The best part about these pancakes is that there is none of that pesky egg-white whipping and delicate folding. With their butter-crisp edges and billowy lemony insides, these pancake say i’m sorry and you’re welcome all at the same time.
Lemon Ricotta Pancakes
1/2 cup ricotta
1 Tbs lemon zest
2 Tbs lemon juice
2 large eggs
1 cup buttermilk
1/2 tsp kosher salt
1/2 tsp baking soda
1/2 cup fine corn meal (floury kind)
1 cup all purpose flour
6 Tbs sugar
Whisk together the flour, corn flour, sugar, salt and baking soda. In a separate bowl whisk together the ricotta, lemon zest, lemon juice, eggs and buttermilk. Stir the dry into the wet a bit at a time, to minimize lumps. Stir slowly, and just to get all the ingredients incorporated. Allow to sit about 5 minutes while you heat up the pan. I like to use butter to cook my pancakes, and i like it to get a bit brown before laying down the batter. But these pancakes are even delicious with pan spray. I suggest pureed fruit, fruit syrup or a glaze made with lemon juice and powdered sugar as a topper.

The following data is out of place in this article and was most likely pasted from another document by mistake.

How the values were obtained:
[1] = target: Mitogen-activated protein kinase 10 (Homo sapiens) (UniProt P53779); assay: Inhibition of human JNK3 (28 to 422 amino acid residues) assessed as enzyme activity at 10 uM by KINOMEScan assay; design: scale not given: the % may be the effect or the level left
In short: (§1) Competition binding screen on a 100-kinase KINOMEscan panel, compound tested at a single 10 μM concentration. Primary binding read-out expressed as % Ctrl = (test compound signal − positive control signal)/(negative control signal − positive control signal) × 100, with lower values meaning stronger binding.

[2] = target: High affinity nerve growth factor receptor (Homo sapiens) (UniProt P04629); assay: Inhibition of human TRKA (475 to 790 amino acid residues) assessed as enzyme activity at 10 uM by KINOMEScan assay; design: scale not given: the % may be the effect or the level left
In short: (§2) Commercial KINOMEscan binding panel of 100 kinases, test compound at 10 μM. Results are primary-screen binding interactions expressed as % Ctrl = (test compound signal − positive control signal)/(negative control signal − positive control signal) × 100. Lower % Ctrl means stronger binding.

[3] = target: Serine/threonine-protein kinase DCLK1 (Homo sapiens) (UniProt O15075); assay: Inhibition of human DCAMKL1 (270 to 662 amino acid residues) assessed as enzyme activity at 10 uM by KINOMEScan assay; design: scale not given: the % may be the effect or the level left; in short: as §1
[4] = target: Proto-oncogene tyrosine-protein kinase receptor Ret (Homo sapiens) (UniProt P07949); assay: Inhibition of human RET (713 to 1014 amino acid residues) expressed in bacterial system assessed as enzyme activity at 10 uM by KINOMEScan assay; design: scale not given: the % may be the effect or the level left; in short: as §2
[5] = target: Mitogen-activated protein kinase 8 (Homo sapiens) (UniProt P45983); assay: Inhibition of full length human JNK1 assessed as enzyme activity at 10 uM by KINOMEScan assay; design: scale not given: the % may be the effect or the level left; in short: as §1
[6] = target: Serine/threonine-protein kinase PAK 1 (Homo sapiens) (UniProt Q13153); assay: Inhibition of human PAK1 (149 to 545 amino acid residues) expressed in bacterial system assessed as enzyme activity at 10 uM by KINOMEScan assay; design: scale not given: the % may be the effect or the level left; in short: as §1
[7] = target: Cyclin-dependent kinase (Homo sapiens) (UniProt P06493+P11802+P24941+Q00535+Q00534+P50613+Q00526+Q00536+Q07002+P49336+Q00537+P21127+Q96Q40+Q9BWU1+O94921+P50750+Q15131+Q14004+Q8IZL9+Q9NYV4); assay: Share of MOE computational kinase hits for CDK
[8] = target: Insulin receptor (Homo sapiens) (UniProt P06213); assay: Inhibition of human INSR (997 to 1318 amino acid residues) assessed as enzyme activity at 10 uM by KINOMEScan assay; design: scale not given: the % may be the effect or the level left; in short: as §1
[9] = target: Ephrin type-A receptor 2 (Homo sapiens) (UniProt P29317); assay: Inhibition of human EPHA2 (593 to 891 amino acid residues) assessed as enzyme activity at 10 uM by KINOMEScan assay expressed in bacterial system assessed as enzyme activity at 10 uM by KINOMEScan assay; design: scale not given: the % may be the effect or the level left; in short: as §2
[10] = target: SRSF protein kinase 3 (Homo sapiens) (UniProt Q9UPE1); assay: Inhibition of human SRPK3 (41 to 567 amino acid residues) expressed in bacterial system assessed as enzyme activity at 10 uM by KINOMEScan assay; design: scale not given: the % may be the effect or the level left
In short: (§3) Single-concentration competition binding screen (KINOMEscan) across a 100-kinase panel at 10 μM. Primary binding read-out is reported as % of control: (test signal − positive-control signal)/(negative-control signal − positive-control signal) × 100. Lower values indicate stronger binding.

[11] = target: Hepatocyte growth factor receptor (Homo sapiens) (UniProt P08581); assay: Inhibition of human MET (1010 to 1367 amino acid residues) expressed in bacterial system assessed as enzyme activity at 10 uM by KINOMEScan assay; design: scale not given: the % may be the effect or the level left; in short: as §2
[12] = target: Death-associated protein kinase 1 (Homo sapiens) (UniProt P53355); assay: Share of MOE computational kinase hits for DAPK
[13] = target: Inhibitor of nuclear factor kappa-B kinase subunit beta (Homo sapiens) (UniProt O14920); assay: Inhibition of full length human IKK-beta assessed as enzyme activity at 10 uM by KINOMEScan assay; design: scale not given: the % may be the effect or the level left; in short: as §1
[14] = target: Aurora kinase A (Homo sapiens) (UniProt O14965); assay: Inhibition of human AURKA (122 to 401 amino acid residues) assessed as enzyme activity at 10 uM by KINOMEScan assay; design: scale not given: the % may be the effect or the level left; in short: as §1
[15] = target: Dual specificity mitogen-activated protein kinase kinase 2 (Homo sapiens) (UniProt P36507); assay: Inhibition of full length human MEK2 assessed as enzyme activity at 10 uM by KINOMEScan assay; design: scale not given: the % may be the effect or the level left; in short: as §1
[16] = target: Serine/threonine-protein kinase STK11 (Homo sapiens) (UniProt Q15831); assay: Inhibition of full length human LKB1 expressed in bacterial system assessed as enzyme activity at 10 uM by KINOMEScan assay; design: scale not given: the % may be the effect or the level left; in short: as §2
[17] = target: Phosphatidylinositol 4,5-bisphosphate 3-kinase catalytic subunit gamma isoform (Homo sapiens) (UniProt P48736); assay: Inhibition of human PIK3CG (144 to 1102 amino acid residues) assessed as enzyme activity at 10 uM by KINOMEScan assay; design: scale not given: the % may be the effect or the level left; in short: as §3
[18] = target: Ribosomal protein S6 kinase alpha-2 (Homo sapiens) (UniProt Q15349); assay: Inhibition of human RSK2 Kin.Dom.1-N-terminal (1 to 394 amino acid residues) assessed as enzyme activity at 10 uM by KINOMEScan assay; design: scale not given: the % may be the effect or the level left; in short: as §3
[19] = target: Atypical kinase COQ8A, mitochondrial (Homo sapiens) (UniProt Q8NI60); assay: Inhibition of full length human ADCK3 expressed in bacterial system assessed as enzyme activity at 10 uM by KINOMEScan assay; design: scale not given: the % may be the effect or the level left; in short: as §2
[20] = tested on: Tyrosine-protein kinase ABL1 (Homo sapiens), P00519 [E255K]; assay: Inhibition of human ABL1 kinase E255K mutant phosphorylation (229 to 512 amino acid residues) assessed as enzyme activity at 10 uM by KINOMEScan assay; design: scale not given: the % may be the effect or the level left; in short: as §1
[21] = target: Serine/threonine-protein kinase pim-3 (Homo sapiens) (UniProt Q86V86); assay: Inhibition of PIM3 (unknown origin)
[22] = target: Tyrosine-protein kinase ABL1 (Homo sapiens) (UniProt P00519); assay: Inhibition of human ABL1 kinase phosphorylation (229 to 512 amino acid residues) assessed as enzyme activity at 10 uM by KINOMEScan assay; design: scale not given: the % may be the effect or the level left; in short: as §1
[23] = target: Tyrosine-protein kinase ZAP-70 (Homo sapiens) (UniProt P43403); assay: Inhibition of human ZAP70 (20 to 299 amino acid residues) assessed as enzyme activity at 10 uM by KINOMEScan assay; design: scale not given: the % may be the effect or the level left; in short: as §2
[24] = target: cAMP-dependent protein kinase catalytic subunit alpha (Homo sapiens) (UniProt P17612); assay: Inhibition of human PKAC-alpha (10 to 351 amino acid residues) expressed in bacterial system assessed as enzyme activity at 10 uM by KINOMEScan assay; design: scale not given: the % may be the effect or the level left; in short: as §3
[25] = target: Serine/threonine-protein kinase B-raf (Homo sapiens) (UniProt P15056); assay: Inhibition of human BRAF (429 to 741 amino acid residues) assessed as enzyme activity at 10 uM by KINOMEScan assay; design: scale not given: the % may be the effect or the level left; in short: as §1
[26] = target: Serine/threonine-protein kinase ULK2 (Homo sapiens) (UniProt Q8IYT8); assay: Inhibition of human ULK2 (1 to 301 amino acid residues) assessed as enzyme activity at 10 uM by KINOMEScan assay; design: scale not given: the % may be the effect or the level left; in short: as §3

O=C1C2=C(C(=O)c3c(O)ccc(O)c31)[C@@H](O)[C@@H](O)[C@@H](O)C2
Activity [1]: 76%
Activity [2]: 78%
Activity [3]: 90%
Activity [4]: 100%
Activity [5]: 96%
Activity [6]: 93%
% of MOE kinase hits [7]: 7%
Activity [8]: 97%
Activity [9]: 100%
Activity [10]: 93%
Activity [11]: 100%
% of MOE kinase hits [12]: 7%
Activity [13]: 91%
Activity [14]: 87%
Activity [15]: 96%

I‘m fresh from a long hot bath irresponsibly hot, irresponsibly long. Washing the day’s dust and doubt. You see, today Mike and I inked the deal. The Deal. The deal that moves us from the cloud side of the rainbow to the pot of gold. 1988. The year I graduated college. Freshly minted diploma in hand and the world at my feet. This same year I was certain a 100 year old farmhouse on 10 acres in small town Montana, found in the classifieds, was my perfect next step. You may have guessed; instead of the house on the range, I moved back home and picked up a dumpy rental with friends. I started my professional journey; a fabulous time with great stories, interesting triumphs, love. Mike and I have been talking about a different life since the day we met. The type of life imagined
as a fresh faced grad. These many years later, it is happening. Rather than a two story farmhouse, in a corner of Montana; we are closing on, a doll of a house, perched on a hilltop, presiding over 60 acres and a trio of yaks.
Today we walked the land with the seller. We crossed from one end to the next, down a sloping trail walked by natives, missionaries, herds of cattle, wild pigs, landowners, trail horses, and now us. Mike and I both agree we should make this walk daily; filling our boots with dust, our lungs with fresh breath, and our proverbial pockets with gold.